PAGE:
Wenlong
Ansys Employee

Hi Ibrahim,


Apologies for my misunderstanding about the Eulerian domain in 2D (and thanks for teaching me this fact ). You are right, I just checked the document that even in the newer version these Eulerian domain controls are not available for 2D. (Sorry I got a wrong impression by looking at the Mechanical interface and saw the Eulerian domain in "Analysis Settings", shown below)



This may not apply to your case, but would it be possible if you can make it 3D by creating a small thickness, then only assign one layer of elements in the thickness direction, and constrain all the elements' z-DOF (It's like make it a plane-strain equivalent scenario)? By creating a 3D model with plane strain settings and only one layer of elements, you can still use your formulation in 2D and not significantly increase the number of nodes.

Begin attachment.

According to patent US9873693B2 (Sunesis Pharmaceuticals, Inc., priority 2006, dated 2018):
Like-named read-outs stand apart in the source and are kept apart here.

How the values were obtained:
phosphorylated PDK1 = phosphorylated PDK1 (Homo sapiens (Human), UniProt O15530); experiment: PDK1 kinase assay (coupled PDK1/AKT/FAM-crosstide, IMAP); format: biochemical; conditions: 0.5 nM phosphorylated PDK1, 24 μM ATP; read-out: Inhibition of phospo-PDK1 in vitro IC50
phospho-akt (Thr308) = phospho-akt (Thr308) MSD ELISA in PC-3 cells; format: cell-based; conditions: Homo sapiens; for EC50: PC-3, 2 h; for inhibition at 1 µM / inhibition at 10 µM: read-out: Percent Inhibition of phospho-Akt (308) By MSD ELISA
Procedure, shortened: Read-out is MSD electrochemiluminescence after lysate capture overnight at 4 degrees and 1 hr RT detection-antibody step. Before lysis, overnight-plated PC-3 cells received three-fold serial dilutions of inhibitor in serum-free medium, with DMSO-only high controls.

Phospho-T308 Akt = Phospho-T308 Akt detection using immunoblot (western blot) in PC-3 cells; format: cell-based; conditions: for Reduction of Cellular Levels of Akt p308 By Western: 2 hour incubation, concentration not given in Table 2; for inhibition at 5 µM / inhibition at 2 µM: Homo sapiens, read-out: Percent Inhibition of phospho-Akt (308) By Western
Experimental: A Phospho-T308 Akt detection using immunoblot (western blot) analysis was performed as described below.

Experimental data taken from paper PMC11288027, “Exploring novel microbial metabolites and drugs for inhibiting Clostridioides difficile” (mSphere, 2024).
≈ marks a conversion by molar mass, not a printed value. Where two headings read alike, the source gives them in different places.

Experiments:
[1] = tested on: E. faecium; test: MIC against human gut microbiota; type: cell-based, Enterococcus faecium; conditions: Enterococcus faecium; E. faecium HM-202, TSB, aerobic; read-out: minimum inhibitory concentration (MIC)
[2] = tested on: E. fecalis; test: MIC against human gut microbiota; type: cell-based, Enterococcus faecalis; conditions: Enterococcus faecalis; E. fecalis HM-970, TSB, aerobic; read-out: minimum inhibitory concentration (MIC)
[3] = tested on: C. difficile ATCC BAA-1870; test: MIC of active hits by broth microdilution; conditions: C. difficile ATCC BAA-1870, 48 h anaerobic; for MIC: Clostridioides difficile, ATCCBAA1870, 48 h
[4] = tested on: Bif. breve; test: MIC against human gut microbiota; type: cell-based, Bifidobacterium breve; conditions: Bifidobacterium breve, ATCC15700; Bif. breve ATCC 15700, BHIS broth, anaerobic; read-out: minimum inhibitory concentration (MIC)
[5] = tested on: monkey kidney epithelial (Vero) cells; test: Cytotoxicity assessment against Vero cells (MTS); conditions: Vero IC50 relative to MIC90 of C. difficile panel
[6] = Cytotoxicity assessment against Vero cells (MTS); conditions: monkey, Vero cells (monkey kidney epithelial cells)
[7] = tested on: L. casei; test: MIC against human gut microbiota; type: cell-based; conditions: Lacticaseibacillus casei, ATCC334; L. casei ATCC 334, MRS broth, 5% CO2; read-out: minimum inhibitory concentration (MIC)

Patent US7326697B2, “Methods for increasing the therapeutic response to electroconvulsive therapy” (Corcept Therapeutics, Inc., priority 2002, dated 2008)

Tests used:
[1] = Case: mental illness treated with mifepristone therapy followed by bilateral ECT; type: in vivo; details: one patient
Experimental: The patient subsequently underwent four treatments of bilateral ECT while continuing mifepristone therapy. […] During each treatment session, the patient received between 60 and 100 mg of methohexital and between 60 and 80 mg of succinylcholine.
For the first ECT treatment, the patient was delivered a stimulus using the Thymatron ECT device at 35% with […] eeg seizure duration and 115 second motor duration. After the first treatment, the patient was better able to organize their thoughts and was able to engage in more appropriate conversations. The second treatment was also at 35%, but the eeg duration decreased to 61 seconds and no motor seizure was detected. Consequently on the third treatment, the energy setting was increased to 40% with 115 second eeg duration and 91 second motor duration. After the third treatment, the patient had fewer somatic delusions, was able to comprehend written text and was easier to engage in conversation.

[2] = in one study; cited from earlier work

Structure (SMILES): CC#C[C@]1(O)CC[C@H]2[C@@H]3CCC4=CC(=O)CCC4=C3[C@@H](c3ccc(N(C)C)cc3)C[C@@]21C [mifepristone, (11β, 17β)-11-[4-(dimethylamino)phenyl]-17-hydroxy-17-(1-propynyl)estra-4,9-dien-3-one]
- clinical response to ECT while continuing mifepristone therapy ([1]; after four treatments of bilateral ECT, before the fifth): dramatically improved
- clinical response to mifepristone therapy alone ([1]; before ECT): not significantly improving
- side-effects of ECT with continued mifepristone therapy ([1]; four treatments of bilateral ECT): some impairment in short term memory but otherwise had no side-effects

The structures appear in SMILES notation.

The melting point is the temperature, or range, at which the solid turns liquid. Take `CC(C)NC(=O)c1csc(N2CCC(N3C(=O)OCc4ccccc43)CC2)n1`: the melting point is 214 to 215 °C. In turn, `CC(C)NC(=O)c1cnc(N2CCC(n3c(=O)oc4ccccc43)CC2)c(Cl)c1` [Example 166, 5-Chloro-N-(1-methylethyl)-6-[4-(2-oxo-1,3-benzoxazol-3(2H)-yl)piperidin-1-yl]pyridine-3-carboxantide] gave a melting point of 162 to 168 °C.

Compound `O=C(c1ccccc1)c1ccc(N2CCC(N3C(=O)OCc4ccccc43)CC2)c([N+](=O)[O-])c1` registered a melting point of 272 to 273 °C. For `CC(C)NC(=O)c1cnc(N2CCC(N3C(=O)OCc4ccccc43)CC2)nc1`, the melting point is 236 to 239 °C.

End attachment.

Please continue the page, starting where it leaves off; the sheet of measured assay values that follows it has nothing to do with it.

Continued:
About the contact problem, I guess you are using trajectory-based contact detection in body interaction? You can find a description of the method if you search "body interactions in explicit dynamics analyses" (attached below, if you have trouble viewing the image, you can refer to the tip in this post:https://studentcommunity.ansys.com/thread/retrieving-full-resolution-images-from-posts/). I would try reducing the time step size to see if it helps. My feeling is that it may miss a contact due to too high of velocity or something, then all the elements behind it will miss because these elements have not formed an open surface yet. I would also try making the mesh size in two bodies relatively similar to improve accuracy. Moreover, since you are still in the debugging process, I would suggest not use that fine mesh to reduce the pain of waiting.



About the Johnson-Cook material model, I wish I have more insights but I am not familiar with that material model. However, the fact that your Aluminum model is working gives a big hope. Maybe if you continue tweaking with the material parameters it can work for the Titanium too, or at least find out the root cause of the problem.


Regards,


Wenlong